University of Minnesota
As it glides through the U's Twin Cities campus, the CCLRT will have a stop on the East Bank in front of Moos Tower (right).
The light-rail trail begins
As construction steps up on CCLRT, a new Washington Avenue Mall is on the horizon
By Rick Moore
Change is in the air on campus, and it’s about to become even less subtle than the advent of spring.
If you work or take classes at the U, you’ve probably noticed the new stretch of Harvard Street near the Rec Center and the new stoplight at Pleasant Street and Arlington, near Fraser Hall. And chances are you’ve noticed the changes to the Washington Avenue Bridge on both levels.
Now come the bigger changes. Effective May 16, Washington Avenue will close for good to automobile traffic between Pleasant and Oak streets. This will mean different routes for both buses and cars, and new patterns to get accustomed to for students, staff, and visitors.
But there’s light at the end of the tunnel (or in this case, at both ends of the Washington Avenue Bridge), as we all know following the collapse and rebuilding of the I-35W bridge and the lengthy construction of TCF Bank Stadium.
Come 2014, the East Bank of the Twin Cities campus will be bisected by the Central Corridor Light Rail Transit line (CCLRT)—the latest jewel in the metro area’s burgeoning alternative transportation system. It will link three of the greatest traffic generators in the region—downtown Minneapolis, the University of Minnesota, and downtown St. Paul—and make public transportation that much more accessible and enticing.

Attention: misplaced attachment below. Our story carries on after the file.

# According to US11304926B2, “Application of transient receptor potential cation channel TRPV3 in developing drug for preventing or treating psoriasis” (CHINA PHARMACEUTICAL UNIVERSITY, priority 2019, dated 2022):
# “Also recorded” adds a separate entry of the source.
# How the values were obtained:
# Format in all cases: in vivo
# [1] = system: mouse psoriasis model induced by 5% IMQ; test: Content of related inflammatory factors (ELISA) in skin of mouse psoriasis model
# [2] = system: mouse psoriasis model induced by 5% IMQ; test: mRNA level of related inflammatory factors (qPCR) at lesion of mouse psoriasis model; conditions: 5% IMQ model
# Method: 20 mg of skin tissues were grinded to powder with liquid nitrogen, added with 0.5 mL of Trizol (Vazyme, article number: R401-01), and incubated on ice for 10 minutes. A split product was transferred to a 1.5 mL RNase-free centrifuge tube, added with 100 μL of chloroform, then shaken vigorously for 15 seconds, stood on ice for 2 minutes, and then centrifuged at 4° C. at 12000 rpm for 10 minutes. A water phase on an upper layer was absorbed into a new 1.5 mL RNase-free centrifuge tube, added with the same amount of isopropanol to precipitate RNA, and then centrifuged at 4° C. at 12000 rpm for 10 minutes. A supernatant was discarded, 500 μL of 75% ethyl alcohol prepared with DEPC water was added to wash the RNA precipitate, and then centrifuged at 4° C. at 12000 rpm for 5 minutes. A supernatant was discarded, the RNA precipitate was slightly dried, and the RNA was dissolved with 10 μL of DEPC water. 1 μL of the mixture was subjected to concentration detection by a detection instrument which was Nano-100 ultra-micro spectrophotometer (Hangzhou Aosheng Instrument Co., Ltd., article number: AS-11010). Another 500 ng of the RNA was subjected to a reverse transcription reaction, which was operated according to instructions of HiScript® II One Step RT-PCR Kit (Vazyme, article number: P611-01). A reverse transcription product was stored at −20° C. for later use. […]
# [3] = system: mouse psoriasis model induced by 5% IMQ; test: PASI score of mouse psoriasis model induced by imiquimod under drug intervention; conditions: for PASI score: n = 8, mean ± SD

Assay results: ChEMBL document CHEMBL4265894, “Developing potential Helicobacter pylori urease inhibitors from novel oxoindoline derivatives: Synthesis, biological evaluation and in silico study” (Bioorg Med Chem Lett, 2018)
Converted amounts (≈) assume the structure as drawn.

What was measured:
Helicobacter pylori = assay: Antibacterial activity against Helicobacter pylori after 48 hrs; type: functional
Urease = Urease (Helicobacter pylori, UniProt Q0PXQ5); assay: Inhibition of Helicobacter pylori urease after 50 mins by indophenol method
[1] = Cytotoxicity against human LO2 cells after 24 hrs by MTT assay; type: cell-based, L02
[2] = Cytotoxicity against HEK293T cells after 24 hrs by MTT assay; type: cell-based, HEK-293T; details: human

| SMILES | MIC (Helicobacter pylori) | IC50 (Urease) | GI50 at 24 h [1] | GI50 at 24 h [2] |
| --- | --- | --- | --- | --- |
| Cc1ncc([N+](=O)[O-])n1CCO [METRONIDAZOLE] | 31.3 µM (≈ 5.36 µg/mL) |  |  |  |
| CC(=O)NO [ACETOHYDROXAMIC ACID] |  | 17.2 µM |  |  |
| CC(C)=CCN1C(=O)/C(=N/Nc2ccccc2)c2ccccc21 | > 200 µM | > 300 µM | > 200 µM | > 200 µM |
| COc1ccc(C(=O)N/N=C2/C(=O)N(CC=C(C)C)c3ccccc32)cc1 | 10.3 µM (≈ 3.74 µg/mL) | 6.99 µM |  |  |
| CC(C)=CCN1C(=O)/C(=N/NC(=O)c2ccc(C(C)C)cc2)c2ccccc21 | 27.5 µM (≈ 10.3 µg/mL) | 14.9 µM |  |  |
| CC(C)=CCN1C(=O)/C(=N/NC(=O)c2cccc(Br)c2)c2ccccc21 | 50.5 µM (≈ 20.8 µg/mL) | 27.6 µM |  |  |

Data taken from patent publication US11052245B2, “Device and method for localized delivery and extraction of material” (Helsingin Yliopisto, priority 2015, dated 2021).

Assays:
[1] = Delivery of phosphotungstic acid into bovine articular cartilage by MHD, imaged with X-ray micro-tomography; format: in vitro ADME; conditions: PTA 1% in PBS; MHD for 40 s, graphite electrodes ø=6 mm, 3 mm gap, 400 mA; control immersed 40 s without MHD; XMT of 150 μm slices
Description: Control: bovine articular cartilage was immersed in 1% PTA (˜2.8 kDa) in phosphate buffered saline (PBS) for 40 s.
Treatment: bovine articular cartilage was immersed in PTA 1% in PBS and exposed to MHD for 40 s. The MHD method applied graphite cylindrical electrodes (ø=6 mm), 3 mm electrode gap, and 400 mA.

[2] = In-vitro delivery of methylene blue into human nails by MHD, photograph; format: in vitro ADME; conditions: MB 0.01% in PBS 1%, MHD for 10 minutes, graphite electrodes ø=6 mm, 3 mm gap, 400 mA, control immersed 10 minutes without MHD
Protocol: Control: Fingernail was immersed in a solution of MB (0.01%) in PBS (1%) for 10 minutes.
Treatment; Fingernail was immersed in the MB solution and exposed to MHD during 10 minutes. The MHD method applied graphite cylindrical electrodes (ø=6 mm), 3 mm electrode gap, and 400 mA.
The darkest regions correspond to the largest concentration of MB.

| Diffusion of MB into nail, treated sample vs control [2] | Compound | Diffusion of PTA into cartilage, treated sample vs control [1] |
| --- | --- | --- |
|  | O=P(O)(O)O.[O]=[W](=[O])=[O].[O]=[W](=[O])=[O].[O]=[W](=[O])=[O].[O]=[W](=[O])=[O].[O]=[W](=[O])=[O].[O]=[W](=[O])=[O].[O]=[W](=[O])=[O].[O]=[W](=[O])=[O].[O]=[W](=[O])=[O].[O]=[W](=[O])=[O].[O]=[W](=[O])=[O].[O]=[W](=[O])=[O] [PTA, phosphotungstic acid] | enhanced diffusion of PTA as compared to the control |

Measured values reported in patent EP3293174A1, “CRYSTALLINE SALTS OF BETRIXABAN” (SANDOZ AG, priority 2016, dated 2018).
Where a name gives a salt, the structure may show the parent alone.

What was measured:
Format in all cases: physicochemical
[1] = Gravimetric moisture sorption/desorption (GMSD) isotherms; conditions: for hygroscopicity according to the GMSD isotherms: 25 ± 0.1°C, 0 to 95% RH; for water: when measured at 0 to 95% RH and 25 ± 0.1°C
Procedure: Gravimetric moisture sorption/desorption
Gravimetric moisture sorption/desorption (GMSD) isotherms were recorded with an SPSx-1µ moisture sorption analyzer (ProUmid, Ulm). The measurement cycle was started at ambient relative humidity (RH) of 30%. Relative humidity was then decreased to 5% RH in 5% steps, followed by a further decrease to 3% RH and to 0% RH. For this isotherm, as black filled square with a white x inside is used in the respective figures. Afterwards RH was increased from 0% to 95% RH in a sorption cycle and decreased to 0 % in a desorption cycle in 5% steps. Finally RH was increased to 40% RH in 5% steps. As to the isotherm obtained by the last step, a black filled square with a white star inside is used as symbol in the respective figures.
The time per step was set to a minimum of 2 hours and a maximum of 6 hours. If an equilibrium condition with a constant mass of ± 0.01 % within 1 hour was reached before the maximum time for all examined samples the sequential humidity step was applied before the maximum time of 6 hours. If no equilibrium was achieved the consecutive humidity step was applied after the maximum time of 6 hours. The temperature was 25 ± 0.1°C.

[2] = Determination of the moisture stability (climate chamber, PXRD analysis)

Take a virtual ride on the new train
Scoot through the Twin Cities campus, from the West Bank to TCF Bank Stadium, via this nifty simulation.
When the CCLRT takes shape, it will mean Washington Avenue, the street, will yield to Washington Avenue, the mall. The train will travel down the middle of Washington, with the remaining space on each side shared by buses and bikes. Platforms will feature 20-foot-wide pedestrian-friendly zones, trees, benches, and permeable concrete pavers to lessen rainwater flow into the Mississippi River. There will be six pedestrian and two automobile crossings along the heart of this new mall.
Best of all, the CCLRT will have three stops on campus: at the West Bank between Cedar and 19th avenues, at the East Bank between Union and Harvard (in front of Moos Tower), and at Stadium Village just east of TCF Bank Stadium.
Keeping up with the changes
Until 2013, when construction is largely completed and testing of the line begins, there will be plenty of changes to keep track of. Here are some guides and resources:
• The Metropolitan Council’s Central Corridor LRT site contains construction updates, news items, FAQs, and multimedia presentations. View it at CCLRT.
• Eventually, Metro Transit buses will share the Washington Avenue Mall with trains and with bicycles. But for now, buses that had stopped along Washington Avenue will be taking different routes. Go to Metro Transit for information on detours and estimated construction timelines by area.
• The U’s Parking and Transportation Services has produced new maps of campus reflecting the change to Washington Avenue and other changes on campus. Visit PTS. And for an updated map showing biking lanes and pathways on campus, visit bicycle access.
• The University’s Central Corridor site contains an archive of documents related to CCLRT.
• Merchants along the CCLRT route can use your support throughout the construction period. You can access special discounts from participating businesses on or near the corridor by visiting Discover Central Corridor.
Finally, if you’d like a sneak preview of the CCLRT’s path through campus, check out the virtual simulation produced by the Met Council.